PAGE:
News from Arizona
Hellmonkeys, Chupacabras Comes to the Sonoran Desert
May 30-June 5, 1996;
Goatsucker fears cause nationwide panic
The Arizona Daily Star
Tucson, Arizona; Sunday/12 May 1996:
1996 Cox News Service -
MEXICO CITY -- Officials say "goatsuckers" are just the product of
fertile imaginations, but tales of the bloodthirsty monsters are terror-
izing Mexico and gaining global fame.
Anxiety has swept Mexico as newspapers report dozens of sightings
and attacks by goatsuckers, which reportedly look like 3-foot rats with
wings and enormous teeth and suck the blood of livestock and humans.
"A lot of Mexicans believe in extraterrestrials, so that's what
they think they are," said Cristina Fernandez, a Mexico City resident.
So severe has panic become that Mexican officials warned last week
that important ecosystems are being threatened as rural farmers set fires
in caves to kill off goatsuckers, which they think are related to vampires.
So international has the goatsucker become that American humorist Dave
Barry put the creature in a recent column.
"It was first reported in Puerto Rico, where it is known as
'chupacabras,' which is Spanish for 'attorney,'" Barry quipped.
The Internet includes several goatsucker sites on the World Wide Web,
which detail factoids and sightings, one of the first being in Puerto Rico
But while many humans take goatsuckers seriously, Mexican officials
say they're a fantasy.
Environment Secretary Julia Carabias said this week that she rejects
the idea that a stalker of livestock and people "has anything to do with
strange organisms, much less vampires."
The Mexican scare started in April, when a teary-eyed Jauna Tizoc, a
21-year-old from the corn-farming village of Alfonso Calderon in northern
Sinaloa state, said she was attacked by a horrifying winged creature.
She showed tooth marks on her neck, and the interview was publicized
by Televisa, Mexico's major television network. "She said a beast with
horns attacked her, but that could be anything, like a bull," said
Desiderio Aguilar, director of Sinaloa's municipal police forces.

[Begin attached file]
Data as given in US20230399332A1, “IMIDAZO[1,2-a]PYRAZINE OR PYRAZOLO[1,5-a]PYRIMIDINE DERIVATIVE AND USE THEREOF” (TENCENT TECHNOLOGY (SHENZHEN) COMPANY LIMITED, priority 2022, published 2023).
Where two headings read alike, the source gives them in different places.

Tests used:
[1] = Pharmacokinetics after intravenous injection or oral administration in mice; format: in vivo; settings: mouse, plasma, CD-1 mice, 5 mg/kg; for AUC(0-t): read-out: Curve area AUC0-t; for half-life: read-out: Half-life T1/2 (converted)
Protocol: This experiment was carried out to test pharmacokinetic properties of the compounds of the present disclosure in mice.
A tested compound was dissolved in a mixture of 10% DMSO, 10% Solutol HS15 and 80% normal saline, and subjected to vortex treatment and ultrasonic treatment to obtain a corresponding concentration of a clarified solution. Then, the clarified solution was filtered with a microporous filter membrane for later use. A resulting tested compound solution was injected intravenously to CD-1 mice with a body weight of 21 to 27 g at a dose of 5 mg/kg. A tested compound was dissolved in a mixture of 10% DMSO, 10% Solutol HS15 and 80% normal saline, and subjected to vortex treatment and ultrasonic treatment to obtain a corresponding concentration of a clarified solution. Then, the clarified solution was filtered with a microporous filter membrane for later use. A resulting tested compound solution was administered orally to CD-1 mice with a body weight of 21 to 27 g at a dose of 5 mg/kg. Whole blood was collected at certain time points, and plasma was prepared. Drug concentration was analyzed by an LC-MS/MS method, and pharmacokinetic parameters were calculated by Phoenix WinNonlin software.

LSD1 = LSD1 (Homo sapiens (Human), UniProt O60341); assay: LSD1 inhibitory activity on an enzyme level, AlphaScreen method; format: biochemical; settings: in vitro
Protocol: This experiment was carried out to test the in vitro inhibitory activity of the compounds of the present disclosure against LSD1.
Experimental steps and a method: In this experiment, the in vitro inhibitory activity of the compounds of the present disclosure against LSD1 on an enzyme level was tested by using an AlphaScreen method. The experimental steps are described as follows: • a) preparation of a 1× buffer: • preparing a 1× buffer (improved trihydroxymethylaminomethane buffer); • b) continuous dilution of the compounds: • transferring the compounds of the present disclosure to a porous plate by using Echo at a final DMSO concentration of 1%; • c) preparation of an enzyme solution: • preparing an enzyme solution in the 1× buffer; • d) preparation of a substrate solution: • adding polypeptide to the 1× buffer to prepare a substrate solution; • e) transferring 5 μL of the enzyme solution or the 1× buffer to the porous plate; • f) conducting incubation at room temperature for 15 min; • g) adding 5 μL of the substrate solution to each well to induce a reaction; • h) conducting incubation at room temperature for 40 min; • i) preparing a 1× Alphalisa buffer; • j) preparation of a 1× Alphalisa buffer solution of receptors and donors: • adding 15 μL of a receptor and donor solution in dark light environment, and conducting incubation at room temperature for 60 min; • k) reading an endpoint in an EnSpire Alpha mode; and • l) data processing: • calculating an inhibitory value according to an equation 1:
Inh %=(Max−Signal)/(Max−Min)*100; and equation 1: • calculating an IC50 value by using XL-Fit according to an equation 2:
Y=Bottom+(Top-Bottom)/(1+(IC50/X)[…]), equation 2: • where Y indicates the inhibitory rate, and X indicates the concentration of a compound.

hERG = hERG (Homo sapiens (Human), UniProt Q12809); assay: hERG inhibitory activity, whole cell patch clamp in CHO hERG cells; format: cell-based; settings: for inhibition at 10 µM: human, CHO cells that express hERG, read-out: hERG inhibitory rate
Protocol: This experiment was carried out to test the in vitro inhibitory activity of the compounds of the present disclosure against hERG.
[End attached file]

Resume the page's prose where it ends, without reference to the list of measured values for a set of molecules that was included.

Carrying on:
After the interview, anxiety set in. Peasants from all over Sinaloa, and
farmers from more than 10 Mexican states, reported that livestock,
especially goats, but also sheep and chickens, were attacked by other-
worldly animals that suck blood. "We have goatsucker psychosis," Aguilar
said. "People won't send their kids to school, farmers won't work at
night. It's a social and economic problem."
Indeed, so many Mexicans have reported seeing the goatsucker that two
Mexico City dailies this week published drawings of a winged rodent that
they said were based on multiple sightings of the animal.
Sinaloa state, at least, has lurched into action. The state government
put together a 15-person team of scientists and technicians, including a bat
specialist. They went out to the village where the goatsucker was sighted
by Tizoc. "We sent 50 police as protection because this kind of thing, as
you can imagine, is very scary," Aguilar said. Protected by officers, the
team staked out a farmyard where the goatsucker was believed to have attacked.
But in the dark hours before dawn it was dogs who came to prey on the live-
stock. The scientific team set the same trap a second time, just to be sure,
and once again dogs were caught. "I don't know about the rest of Mexico or
the rest of the world, but here the goatsuckers are just dogs," Aguilar said.
The Sinaloa snare wasn't widely publicized, so the Mexican media stillabound
with goatsucker stories. The creature was sighted in eight Mexican
states, according to the Mexico City daily Reforma. The Mexico City Times,
an English-language daily, reported this week that a nurse from the outskirts
of Mexico City was hospitalized with a severed arm and neighbors said she was
attacked by a goatsucker.